Food safety management during the pandemic

8:40 - 9:10 am

Food Testing During a Pandemic:

Prioritizing Safety, Health and Well-Being

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​Speaker Profile:

Donna Williams-Hill, Ph.D., received her BS degree in Biology from Northern Illinois University, a Masters of Science in Biology from the Illinois Institute of Technology and her PhD in Molecular Microbiology and Immunology from the University of Southern California.  Dr. Donna Williams-Hill is the Director of the Microbiology Branch of the U.S. FDA Pacific Food and Feed Laboratory (PSL).  PSL is one of 13 FDA field laboratories that test food, feed and medical device products in support of FDA’s public health mission.  Donna is a part-time instructor in the Human Food and Nutrition Science Department at California State Polytechnic University Pomona and also teaches a Food Microbiology Laboratory course for Chapman University.

​Speaker Profile:

Matthew Walburger, MPH, CDR, USPHS

Matt started with the FDA in 2002. He has been an Investigator, Compliance Officer, Supervisor, Acting Director of Compliance, and now Director of Investigations. Matt is located in Irvine, CA and is one of 2 directors responsible for the Human and Animal Foods West Division 5 (HAFW5) Investigations Branch which covers California, Nevada, Hawaii, Guam, and the Mariana Islands.  He has a Master of Public Health (MPH) degree and is a Commander with the US Public Health Service.

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​Speaker Profile:

Mr. Chu began his FDA career in 2002 as a Consumer Safety Officer (CSO). As a CSO, he conducted domestic food inspection, consumer complaints investigation, traceback investigation, and import investigational work. In 2010, he became a Supervisor Consumer Safety Officer (SCSO). As a supervisor, he managed an Import Field Operation Team, a Centralized Entry Review Team, FDA Centralized Examination Stations (CES Sites), and the Los Angeles International Mail Facility. Mr. Chu was also the Import Program Manager (IPM) for the FDA Los Angeles District. As the IPM, he is the District liaison to FDA headquarters handling import-related issues and concerns. Mr. Chu was selected to be the Director of Investigations Branch for the Division of West Coast Imports on June 10, 2018. The Division of West Coast Imports cover all FDA Air and Sea Port Operations in the States of Hawaii, California, Nevada, Oregon, and Washington. The Investigations Branch handles import sample collection, field examination, entry review, investigation, and inspection of imported FDA regulated products.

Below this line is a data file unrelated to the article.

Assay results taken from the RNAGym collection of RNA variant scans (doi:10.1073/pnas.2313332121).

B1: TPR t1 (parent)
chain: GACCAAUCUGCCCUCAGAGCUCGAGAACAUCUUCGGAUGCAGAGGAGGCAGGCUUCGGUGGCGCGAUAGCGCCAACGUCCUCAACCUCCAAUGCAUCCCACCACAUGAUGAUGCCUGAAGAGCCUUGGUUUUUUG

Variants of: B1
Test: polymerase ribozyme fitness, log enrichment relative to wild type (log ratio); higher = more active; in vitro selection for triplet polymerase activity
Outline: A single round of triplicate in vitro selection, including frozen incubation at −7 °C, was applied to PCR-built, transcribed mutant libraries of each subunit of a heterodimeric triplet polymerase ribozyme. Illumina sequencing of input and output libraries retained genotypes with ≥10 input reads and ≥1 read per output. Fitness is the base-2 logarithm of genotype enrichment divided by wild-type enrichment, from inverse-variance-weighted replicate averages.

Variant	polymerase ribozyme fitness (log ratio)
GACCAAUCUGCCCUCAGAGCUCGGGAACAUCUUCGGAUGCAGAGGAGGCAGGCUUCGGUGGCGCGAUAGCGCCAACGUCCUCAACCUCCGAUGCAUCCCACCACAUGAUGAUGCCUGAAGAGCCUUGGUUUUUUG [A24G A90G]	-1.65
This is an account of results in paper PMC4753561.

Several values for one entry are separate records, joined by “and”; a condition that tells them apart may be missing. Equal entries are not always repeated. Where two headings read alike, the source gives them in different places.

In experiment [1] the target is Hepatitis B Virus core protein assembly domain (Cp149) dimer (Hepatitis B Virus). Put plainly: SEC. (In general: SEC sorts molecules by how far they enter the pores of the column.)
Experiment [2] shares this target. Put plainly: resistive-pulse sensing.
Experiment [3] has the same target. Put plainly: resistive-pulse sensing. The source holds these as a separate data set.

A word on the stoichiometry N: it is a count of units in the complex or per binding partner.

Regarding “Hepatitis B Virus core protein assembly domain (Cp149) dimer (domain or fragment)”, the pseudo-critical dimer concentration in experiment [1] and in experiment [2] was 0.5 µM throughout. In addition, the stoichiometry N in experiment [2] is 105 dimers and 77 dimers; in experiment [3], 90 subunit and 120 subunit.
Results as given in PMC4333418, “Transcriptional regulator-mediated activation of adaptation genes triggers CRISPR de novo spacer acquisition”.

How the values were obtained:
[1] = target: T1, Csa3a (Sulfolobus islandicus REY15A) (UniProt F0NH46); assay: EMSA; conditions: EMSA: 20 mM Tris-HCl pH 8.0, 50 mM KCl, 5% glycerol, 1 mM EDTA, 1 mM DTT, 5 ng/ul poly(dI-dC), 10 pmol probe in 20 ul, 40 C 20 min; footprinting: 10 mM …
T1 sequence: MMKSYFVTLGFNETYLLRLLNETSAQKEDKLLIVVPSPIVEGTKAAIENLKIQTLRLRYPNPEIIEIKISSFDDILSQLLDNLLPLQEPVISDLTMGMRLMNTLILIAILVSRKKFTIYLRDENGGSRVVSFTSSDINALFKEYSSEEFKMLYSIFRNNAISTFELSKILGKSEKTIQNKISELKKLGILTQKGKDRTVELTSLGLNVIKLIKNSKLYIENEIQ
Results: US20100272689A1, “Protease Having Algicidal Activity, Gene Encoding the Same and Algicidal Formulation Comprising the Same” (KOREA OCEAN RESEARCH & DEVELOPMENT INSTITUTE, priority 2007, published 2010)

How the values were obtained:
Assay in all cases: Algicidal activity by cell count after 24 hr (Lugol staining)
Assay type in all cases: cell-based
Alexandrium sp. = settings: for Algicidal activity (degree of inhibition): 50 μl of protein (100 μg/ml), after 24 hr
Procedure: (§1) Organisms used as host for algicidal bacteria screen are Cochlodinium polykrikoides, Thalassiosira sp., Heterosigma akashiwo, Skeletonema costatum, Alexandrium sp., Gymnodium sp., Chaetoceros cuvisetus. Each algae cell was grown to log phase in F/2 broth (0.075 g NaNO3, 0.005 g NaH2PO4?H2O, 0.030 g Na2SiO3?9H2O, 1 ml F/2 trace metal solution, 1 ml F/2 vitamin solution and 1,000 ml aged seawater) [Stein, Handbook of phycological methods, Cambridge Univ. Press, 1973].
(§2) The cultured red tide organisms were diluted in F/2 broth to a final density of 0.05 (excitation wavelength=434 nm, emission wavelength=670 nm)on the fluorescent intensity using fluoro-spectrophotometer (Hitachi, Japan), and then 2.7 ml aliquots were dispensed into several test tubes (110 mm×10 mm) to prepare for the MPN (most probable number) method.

Mr. Chu has served as a mentor for the Federal Executive Board in Los Angeles. He also served on multiple FDA HQ committee related to FSMA, Import Process, and Rapid Screening technology. He also has been instrumental in enhancing FDA relationship with U.S. Customs and Border Protection (CBP), U.S. Department of Agriculture (USDA), U.S. Fish and Wildlife Services (U.S. FWS), and other State and local agencies. Mr. Chu holds a Bachelor of Science in Applied Ecology from the University California of Irvine.

Abstract: 

        The U.S. FDA Office of Regulatory Affairs is responsible for field inspectional and laboratory activities such as firm and farm inspections, sample analysis, review of imported products and working with local, state and foreign counterparts to assure. Since the onset of the COVID-19 pandemic, the FDA has worked to monitor conditions and make adjustments as appropriate for the duration of the pandemic to ensure employee safety in all FDA worksites across the nation.  For the laboratories, safety initiatives were aligned across three phases designed to identify mission critical work and the initiatives necessary to ensure this work proceeds under the safest conditions.  ORA field laboratories have been operational continually during the pandemic and plan to remain in operation to assure the safety of food and feed products across the nation.